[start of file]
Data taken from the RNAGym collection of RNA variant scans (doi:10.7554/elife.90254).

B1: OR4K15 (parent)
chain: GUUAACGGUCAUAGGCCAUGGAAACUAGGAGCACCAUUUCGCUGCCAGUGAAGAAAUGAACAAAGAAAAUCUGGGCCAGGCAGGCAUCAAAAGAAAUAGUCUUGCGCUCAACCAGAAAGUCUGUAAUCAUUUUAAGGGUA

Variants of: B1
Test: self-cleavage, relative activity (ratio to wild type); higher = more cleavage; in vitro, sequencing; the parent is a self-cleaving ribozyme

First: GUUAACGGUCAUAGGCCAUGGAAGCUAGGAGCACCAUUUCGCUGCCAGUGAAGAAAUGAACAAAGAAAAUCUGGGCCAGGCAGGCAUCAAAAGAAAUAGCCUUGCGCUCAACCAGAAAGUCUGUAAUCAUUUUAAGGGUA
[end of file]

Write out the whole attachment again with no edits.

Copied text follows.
Data taken from the RNAGym collection of RNA variant scans (doi:10.7554/elife.90254).

B1: OR4K15 (parent)
chain: GUUAACGGUCAUAGGCCAUGGAAACUAGGAGCACCAUUUCGCUGCCAGUGAAGAAAUGAACAAAGAAAAUCUGGGCCAGGCAGGCAUCAAAAGAAAUAGUCUUGCGCUCAACCAGAAAGUCUGUAAUCAUUUUAAGGGUA

Variants of: B1
Test: self-cleavage, relative activity (ratio to wild type); higher = more cleavage; in vitro, sequencing; the parent is a self-cleaving ribozyme

First: GUUAACGGUCAUAGGCCAUGGAAGCUAGGAGCACCAUUUCGCUGCCAGUGAAGAAAUGAACAAAGAAAAUCUGGGCCAGGCAGGCAUCAAAAGAAAUAGCCUUGCGCUCAACCAGAAAGUCUGUAAUCAUUUUAAGGGUA